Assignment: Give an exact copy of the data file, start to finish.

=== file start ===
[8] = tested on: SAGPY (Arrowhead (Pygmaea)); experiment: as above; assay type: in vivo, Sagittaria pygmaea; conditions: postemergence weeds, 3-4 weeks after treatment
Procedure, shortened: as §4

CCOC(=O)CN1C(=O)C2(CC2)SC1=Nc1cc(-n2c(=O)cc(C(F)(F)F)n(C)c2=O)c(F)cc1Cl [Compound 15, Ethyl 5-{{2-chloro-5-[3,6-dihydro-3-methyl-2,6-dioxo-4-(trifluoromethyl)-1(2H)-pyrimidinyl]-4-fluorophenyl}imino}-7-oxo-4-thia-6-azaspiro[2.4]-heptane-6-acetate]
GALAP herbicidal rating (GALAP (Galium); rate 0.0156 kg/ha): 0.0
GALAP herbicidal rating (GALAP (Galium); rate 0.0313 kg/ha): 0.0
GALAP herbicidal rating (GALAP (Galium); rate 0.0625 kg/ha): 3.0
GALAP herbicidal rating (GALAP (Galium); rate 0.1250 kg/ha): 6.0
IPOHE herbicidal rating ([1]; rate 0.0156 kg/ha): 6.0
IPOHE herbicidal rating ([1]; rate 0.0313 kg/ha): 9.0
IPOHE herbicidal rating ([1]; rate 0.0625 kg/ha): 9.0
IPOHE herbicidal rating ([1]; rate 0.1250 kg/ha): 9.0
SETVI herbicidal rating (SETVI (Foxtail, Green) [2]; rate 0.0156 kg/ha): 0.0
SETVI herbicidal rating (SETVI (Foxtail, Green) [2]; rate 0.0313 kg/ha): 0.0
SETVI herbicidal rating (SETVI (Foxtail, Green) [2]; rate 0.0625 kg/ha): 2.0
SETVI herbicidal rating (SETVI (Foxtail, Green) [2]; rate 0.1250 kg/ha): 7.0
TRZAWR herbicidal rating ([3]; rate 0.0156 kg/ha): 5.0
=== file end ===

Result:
[8] = tested on: SAGPY (Arrowhead (Pygmaea)); experiment: as above; assay type: in vivo, Sagittaria pygmaea; conditions: postemergence weeds, 3-4 weeks after treatment
Procedure, shortened: as §4

CCOC(=O)CN1C(=O)C2(CC2)SC1=Nc1cc(-n2c(=O)cc(C(F)(F)F)n(C)c2=O)c(F)cc1Cl [Compound 15, Ethyl 5-{{2-chloro-5-[3,6-dihydro-3-methyl-2,6-dioxo-4-(trifluoromethyl)-1(2H)-pyrimidinyl]-4-fluorophenyl}imino}-7-oxo-4-thia-6-azaspiro[2.4]-heptane-6-acetate]
GALAP herbicidal rating (GALAP (Galium); rate 0.0156 kg/ha): 0.0
GALAP herbicidal rating (GALAP (Galium); rate 0.0313 kg/ha): 0.0
GALAP herbicidal rating (GALAP (Galium); rate 0.0625 kg/ha): 3.0
GALAP herbicidal rating (GALAP (Galium); rate 0.1250 kg/ha): 6.0
IPOHE herbicidal rating ([1]; rate 0.0156 kg/ha): 6.0
IPOHE herbicidal rating ([1]; rate 0.0313 kg/ha): 9.0
IPOHE herbicidal rating ([1]; rate 0.0625 kg/ha): 9.0
IPOHE herbicidal rating ([1]; rate 0.1250 kg/ha): 9.0
SETVI herbicidal rating (SETVI (Foxtail, Green) [2]; rate 0.0156 kg/ha): 0.0
SETVI herbicidal rating (SETVI (Foxtail, Green) [2]; rate 0.0313 kg/ha): 0.0
SETVI herbicidal rating (SETVI (Foxtail, Green) [2]; rate 0.0625 kg/ha): 2.0
SETVI herbicidal rating (SETVI (Foxtail, Green) [2]; rate 0.1250 kg/ha): 7.0
TRZAWR herbicidal rating ([3]; rate 0.0156 kg/ha): 5.0